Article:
Research shows that children and young people who have experienced abuse or neglect are more likely to commit offences than those who were not abused or neglected, and a high proportion of those in youth justice supervision have a history of abuse or neglect. Understanding the characteristics of children and young people who are both in the child protection system and under youth justice supervision would assist support staff, case workers and policy makers to achieve optimal outcomes for children and young people, and for their families.
Currently, there are no national data on children and young people who are both in the child protection system and under youth justice supervision. An earlier Australian Institute of Health and Welfare (AIHW) project (AIHW 2012a) found that linking child protection and youth justice supervision data was both feasible and beneficial. With the introduction of a national unit-record child protection data collection, this is now possible. This report describes how these data collections can be linked and how the relationships between child protection and youth justice supervision can be explored.
Linking data on child protection and youth justice supervision
Because the child protection and youth justice supervision data collections do not contain full names or common person identifiers, the collections need to be integrated using key- based linkage. Key-based linkage allows existing data collections to be linked while protecting individual privacy. A multi-step process will increase the possibility of linking records belonging to the same person, while at the same time decreasing the possibility of linking records belonging to different people. This method allows records with missing data (such as unknown date of birth) and alternative information (such as alias names) to be linked.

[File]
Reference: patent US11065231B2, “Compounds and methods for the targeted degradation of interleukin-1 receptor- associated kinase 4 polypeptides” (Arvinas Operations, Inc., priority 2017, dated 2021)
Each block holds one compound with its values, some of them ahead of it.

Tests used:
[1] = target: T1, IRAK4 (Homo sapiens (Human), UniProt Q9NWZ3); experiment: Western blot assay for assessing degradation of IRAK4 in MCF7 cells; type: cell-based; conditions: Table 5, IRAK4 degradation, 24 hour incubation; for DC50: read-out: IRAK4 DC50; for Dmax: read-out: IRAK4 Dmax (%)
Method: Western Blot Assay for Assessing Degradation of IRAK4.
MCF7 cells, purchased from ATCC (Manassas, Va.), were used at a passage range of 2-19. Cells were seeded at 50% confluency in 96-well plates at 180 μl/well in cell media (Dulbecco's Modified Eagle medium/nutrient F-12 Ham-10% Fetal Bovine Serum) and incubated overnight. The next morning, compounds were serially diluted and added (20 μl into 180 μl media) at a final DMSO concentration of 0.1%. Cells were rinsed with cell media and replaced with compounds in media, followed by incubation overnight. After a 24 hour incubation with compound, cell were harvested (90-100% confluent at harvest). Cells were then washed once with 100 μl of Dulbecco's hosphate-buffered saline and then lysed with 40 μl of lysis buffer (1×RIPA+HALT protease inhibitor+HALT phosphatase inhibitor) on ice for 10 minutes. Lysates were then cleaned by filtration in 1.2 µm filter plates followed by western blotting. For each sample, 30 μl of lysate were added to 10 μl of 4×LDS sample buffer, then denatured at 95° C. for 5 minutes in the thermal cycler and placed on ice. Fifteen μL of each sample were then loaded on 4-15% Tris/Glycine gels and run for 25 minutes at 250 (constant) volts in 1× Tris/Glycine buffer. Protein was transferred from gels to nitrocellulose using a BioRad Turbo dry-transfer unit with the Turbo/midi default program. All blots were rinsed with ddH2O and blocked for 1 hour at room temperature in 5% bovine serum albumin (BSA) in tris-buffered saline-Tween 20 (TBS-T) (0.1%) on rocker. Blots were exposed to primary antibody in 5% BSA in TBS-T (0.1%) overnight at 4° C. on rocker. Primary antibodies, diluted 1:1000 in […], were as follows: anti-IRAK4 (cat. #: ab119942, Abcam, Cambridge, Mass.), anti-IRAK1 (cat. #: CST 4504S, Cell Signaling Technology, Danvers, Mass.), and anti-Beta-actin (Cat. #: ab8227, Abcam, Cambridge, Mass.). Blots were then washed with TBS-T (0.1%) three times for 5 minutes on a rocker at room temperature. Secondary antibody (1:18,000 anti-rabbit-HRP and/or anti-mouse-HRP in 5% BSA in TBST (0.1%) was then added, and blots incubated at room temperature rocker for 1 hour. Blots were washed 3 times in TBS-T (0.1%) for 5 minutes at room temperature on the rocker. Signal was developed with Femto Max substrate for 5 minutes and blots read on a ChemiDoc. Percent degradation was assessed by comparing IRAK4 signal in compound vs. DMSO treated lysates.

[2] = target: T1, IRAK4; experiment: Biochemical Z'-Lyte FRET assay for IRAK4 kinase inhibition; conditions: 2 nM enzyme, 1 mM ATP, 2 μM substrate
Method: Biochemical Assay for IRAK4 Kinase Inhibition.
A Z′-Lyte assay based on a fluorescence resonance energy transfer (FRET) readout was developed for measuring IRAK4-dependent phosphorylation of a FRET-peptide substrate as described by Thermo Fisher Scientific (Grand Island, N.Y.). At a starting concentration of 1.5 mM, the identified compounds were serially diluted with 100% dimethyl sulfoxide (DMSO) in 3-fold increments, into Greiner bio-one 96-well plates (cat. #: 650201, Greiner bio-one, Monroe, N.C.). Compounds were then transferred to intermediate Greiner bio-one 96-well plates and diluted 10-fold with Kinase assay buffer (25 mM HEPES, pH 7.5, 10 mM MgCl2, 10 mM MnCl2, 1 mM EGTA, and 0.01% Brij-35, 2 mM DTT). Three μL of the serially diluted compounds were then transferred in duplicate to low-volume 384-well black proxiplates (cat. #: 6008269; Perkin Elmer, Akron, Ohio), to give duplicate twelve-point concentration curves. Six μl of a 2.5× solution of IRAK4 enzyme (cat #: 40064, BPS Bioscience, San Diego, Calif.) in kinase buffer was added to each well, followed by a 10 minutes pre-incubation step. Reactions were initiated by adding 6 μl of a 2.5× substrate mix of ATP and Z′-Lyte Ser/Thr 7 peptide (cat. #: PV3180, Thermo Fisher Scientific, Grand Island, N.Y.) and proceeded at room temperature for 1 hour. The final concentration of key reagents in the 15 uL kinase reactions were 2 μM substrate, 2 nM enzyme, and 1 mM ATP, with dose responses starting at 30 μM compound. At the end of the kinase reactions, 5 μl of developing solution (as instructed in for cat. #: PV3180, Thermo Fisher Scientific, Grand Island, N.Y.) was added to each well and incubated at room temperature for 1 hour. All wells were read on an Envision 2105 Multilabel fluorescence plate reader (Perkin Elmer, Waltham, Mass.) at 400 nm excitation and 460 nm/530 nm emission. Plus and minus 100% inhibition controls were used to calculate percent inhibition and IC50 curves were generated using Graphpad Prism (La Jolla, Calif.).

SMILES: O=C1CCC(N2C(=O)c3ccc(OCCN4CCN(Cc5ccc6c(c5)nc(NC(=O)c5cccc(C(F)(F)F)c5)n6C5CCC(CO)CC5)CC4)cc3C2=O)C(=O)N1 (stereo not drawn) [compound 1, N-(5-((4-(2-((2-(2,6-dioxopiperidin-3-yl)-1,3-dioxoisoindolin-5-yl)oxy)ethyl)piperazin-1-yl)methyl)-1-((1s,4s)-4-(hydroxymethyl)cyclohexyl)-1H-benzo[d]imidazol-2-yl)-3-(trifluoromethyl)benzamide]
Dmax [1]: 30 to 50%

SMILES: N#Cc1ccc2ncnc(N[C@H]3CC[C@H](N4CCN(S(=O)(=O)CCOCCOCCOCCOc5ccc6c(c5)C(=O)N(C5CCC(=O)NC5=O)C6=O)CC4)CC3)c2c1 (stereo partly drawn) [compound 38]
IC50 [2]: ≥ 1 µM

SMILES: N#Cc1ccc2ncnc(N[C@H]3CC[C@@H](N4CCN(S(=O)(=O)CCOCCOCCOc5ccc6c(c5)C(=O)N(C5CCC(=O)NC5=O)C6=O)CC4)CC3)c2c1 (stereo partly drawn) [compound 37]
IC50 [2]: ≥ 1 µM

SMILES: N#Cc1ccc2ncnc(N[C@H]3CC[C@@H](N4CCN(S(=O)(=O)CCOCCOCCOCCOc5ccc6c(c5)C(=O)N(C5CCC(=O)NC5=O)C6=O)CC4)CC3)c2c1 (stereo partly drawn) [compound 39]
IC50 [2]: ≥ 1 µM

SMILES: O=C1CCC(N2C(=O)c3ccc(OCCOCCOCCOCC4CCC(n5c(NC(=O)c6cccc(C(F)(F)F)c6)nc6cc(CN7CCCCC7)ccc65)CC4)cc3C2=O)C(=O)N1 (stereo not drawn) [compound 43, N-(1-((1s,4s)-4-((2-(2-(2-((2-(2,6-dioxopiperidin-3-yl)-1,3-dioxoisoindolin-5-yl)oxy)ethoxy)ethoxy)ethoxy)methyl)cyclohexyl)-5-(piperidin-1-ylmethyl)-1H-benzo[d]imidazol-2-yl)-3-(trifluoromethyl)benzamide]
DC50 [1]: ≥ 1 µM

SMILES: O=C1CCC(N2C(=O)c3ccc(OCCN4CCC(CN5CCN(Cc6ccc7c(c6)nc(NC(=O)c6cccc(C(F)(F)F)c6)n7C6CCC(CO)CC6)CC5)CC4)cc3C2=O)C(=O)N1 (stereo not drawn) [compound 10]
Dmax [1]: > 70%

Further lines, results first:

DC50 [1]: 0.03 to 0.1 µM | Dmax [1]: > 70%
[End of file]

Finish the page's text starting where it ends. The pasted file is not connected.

Exploring the relationships between child protection and youth justice supervision
A linked data collection will enable the relationships between child protection and youth justice supervision to be explored in two ways.
The first involves analysing the characteristics and pattern of events for children and young people who are involved in both child protection and youth justice supervision in a given financial year. This requires data from both collections for the same financial year for young people aged 10-17 (as youth justice supervision is not possible before the age of 10). This analysis is possible with the data currently available.
The second involves analysing the pathways that children and young people take through the two systems. With the data currently available, it is possible to analyse partial pathways. As data accumulate over time, more comprehensive longitudinal analyses will be possible.